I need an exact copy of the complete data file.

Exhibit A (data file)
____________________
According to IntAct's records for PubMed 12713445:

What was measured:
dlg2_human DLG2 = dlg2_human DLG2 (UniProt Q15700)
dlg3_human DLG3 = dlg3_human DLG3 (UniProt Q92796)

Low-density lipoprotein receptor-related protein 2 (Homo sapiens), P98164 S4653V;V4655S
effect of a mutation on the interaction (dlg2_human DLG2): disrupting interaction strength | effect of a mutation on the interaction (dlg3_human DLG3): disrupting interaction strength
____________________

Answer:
According to IntAct's records for PubMed 12713445:

What was measured:
dlg2_human DLG2 = dlg2_human DLG2 (UniProt Q15700)
dlg3_human DLG3 = dlg3_human DLG3 (UniProt Q92796)

Low-density lipoprotein receptor-related protein 2 (Homo sapiens), P98164 S4653V;V4655S
effect of a mutation on the interaction (dlg2_human DLG2): disrupting interaction strength | effect of a mutation on the interaction (dlg3_human DLG3): disrupting interaction strength